Alexander Hamilton’s life has been documented extensively and his exploits as an adult are well known. His early childhood, however, has long been a subject of debate and, until recently, was largely shrouded in obscurity. Evidence published by historian Michael Newton in 2019 has provided new insights into Alexander Hamilton’s formative years. Despite this new information coming to light, a large gap still exists in our knowledge of the life of one of America’s most brilliant Founding Fathers. Recent research in the Dutch National Archives in The Hague by the authors has uncovered another piece of the puzzle, thereby filling a large gap in Alexander Hamilton’s “missing” years in the early 1760s.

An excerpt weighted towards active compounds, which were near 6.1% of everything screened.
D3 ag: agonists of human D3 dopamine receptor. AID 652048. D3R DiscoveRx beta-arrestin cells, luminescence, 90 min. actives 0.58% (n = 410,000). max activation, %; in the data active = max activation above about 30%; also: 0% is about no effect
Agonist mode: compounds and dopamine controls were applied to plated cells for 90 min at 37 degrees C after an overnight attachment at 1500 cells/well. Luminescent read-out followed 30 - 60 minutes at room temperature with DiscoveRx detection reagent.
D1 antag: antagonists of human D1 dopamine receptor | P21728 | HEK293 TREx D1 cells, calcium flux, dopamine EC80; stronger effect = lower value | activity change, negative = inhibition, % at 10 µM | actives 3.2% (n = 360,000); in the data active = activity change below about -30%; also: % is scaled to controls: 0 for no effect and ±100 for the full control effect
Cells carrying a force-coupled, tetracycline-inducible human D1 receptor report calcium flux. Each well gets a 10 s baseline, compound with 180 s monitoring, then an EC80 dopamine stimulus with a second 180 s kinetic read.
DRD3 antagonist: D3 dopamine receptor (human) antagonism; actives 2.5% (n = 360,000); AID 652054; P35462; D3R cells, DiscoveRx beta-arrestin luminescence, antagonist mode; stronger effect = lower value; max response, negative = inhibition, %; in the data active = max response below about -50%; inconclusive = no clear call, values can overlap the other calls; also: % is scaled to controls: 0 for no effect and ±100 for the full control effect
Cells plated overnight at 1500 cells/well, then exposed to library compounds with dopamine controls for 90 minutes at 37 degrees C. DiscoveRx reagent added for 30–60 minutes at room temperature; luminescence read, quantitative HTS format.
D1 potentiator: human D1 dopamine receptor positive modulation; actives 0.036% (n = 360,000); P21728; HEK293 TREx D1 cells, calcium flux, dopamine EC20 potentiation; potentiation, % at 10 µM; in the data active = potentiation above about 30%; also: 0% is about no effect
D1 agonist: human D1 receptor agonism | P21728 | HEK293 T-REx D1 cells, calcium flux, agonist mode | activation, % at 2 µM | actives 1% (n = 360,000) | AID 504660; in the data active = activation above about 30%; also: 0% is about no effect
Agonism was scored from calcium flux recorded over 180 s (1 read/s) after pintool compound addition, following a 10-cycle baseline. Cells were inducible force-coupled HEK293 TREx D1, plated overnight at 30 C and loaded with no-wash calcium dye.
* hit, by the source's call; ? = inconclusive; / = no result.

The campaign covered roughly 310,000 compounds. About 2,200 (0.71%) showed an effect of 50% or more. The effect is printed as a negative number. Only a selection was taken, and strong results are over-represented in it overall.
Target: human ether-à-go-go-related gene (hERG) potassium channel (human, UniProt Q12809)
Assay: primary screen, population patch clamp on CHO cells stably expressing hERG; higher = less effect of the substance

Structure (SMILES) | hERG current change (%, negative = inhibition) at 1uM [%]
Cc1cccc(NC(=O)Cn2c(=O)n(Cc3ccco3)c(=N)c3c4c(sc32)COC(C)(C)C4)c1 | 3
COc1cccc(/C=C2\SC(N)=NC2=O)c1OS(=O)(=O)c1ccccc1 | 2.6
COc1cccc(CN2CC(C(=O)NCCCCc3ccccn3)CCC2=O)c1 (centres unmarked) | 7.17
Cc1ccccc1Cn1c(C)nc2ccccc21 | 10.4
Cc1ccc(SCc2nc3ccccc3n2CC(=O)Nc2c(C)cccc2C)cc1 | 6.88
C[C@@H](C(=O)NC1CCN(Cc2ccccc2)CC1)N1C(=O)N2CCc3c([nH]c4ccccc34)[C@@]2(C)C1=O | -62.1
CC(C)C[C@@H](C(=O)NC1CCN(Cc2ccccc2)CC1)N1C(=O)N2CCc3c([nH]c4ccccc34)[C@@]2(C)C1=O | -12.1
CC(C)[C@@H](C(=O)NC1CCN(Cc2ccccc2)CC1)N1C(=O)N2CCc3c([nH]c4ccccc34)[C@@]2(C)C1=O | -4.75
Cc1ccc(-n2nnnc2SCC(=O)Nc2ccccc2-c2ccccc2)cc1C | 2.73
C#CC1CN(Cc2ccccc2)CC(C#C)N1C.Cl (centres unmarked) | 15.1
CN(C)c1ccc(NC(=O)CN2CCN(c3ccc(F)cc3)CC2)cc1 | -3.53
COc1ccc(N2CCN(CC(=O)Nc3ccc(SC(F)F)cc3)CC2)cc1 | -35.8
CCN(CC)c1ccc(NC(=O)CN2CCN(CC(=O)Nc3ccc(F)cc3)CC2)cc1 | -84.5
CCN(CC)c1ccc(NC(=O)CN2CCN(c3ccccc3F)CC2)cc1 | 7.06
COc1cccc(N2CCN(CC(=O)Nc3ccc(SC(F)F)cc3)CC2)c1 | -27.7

Until recently, Alexander’s own claims and a lack of evidence to the contrary led historians to believe that he was born and raised on the island of Nevis. Newton’s research demonstrated that the story is more complicated and that Alexander did not spend all this time, if any, on Nevis. Alexander’s parents, Rachel Faucett and James Hamilton, met on St. Kitts in the early 1750s. About two years later, Alexander’s older brother James Jr. was born, likely on that same island. Records indicate the family left for St. Eustatius in 1753 “on account of debt.” This has been the last documentation of the Hamiltons’ place of residence until 1765, when the family moved to St. Croix. Various witness accounts and church records place the Hamilton family on St. Eustatius and St. Kitts between 1753 and 1759, but evidence of where they resided during this period has not yet been discovered. Sometime in the mid-1750s, Alexander Hamilton was born. While his date of birth has been a matter of much debate, Newton provides compelling evidence for Alexander’s birth date between February 23 and August 5, 1754. His birthplace, however, is still in question, as lack of records has allowed multiple islands to be considered as possibilities.